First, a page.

Cashing in on complexity

Oct. 10, 2005
Production shops survive off-shore competition running complicated parts on multispindle machines.

For a demanding valve-cartridge-body job, Model Screw pumps out over five million pieces yearly on an Index MS32P CNC multispindle machine.

High-accuracy, CNC multispindle machines complete complex parts in single setups and give today's production shops an effective weapon against off-shore competition.

Index's special compact spindle drum with six independent, air-cool spindles is the heart of the company's CNC multispindle machines.

Losing work to overseas suppliers has spelled disaster for many U.S. production shops, but it has also spawned survival strategies for others. Successful shops realize that most of the lost work is highvolume simple-to-machine parts. So they, in turn, pursue complex jobs involving complicated processes done on single parts because those are less likely to go off-shore. In most cases, the strategy is profitable if shops complete such parts in one operation or setup using CNC multispindle machines.

Model Screw Products in Clearwater, Fla., is one shop cashing in on complexity. The hydraulic-components supplier relies on multispindle machines to remain competitive on such complex jobs as multi-part, hydraulic hex-valve bodies.

The parts Model Screw makes go into cartridge-valve-body assemblies that are shipped worldwide. They include an insert (machined to 0.0002-in. tolerances) that slips into body I.D.s and a sleeve with intricate internal details.

Using a Multiline MS32P multispindle CNC machine from Index Corp, Noblesville, Ind., the shop machines valve-body sleeves in 11 seconds, holding ±0.0005-in. tolerances and 32-micro surface finishes. For hex valve-bodies made of 1141 steel, the MS32P reduces cycle times from 85 to 25 seconds.

According to Tony Farrell, general manager at Model Screw, the MS32P's numerous available axes let the shop accomplish more in single operations. "Having CNC on each of its six drives and 12 tool slides, the machine cuts parts more efficiently in single setups than is possible in multiple operations on traditional screw machines," says Farrell. The MS32P turns, mills, drills and broaches, and any of its slides accommodate either I.D. or O.D. tools, even driven ones, all of which lets Model Screw choose the mix of operations that best suits a particular job and where those operations occur on the machine.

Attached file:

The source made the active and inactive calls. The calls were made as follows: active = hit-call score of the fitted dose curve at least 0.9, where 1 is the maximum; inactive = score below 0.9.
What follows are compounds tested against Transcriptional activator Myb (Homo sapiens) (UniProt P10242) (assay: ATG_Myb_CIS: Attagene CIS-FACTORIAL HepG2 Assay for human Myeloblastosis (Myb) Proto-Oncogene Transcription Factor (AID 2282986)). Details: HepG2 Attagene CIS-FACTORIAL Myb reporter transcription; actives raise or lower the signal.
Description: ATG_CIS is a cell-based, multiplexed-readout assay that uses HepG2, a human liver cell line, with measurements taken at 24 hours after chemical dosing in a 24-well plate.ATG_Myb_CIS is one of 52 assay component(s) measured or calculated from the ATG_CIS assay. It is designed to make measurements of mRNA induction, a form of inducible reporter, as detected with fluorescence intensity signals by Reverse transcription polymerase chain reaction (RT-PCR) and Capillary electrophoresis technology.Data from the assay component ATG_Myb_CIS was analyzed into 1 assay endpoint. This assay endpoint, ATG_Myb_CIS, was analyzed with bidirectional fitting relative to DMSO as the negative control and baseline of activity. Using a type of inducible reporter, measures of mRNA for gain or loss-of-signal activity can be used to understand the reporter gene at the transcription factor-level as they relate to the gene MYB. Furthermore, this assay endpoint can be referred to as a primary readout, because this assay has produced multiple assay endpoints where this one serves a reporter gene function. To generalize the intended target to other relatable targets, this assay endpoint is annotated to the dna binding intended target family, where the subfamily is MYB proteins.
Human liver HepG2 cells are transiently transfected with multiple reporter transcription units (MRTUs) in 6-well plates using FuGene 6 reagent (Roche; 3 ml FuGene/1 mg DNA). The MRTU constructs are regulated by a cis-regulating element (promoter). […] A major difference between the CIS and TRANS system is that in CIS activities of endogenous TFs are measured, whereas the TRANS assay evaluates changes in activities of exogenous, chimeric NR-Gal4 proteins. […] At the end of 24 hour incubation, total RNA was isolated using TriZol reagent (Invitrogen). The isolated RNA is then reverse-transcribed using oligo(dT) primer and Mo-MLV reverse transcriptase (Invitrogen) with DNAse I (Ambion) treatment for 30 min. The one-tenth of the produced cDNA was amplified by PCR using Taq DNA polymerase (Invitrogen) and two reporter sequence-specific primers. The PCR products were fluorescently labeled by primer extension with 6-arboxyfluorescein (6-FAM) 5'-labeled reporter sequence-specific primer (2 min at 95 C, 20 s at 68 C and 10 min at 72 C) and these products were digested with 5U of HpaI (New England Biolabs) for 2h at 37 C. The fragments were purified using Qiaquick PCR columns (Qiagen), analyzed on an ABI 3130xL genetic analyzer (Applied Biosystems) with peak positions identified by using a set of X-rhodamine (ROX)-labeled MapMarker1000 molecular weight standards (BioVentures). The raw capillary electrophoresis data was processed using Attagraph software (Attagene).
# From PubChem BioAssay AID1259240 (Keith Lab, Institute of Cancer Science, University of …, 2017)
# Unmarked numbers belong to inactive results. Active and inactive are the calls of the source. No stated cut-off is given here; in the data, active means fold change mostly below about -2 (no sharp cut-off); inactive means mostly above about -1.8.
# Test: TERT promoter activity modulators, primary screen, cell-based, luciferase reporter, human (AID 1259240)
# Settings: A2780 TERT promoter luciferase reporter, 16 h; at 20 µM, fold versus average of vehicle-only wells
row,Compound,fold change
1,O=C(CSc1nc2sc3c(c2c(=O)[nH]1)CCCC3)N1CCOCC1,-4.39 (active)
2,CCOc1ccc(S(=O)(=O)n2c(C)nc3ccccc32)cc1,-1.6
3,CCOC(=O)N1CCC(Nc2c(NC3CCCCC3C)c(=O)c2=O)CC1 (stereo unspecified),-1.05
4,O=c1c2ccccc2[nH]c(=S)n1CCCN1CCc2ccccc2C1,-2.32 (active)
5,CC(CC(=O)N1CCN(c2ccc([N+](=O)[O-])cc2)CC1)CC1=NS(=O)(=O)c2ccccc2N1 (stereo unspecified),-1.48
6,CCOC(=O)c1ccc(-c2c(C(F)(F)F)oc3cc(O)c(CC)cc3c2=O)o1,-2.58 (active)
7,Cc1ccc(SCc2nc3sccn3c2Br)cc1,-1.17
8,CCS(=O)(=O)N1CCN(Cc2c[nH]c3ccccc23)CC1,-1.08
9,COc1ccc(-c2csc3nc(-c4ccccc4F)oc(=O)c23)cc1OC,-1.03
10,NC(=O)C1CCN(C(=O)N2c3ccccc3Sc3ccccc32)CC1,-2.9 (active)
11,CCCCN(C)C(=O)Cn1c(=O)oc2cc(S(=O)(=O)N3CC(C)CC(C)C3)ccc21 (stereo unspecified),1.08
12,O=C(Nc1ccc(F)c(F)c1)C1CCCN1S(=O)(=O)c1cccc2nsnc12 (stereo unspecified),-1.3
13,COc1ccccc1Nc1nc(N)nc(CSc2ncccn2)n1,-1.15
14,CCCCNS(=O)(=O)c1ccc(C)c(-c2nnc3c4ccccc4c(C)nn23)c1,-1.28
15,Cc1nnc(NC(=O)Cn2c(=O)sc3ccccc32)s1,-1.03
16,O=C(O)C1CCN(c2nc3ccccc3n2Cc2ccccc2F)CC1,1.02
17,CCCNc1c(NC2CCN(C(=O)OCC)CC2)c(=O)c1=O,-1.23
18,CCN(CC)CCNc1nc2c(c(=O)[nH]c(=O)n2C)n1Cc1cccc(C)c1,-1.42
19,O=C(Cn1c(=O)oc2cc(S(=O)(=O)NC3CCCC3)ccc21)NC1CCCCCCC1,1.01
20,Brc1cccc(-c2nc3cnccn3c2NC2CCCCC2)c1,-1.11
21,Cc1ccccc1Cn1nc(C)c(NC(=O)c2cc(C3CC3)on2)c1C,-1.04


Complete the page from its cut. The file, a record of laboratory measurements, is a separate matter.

This ability, adds Olaf Tessarzyk, chairman and CEO of Index, differentiates the MS32P from other similar machines, such as cam types with CNC slides. "Finishing high-accuracy, complex parts in one setup is the driving concept behind Index machines."

To accomplish done-in-one machining, the MS32P, which is a front-open machine with four live backworking tools, packs 17 tool carriers and as many as two tools on most of them. It's second opposing-headstock housing accommodates as many as seven additional compound slides identical to those on the main-spindle headstock and two counterspindles that pick up workpieces during cutoff for backworking. The live backworking tools on the MS32P let shops such as Model Screw machine offcenter holes and also tap on cutoff sides.

Index's special spindle drum is at the heart of the MS32P. A three-piece Hirth coupling precisely positions the compact drum's six independent air-cool spindles with stepless-motor speed ranges, high torque, compact design and AC synchronous drive technology.

For thread milling, polygon turning and synchronized or counterspindle pick-up, the machine's drives couple electronically to its spindle drives. Each main and counterspindle stops and positions independently for machining with live tools, and its C-axis-controlled spindle maintains position even when the spindle drum indexes, allowing the distribution of accurately positioned machining operations over several spindle places. With options such as C-axis interpolation, Y axis and gear hobbing, the MS32P expands into a full turn-mill center.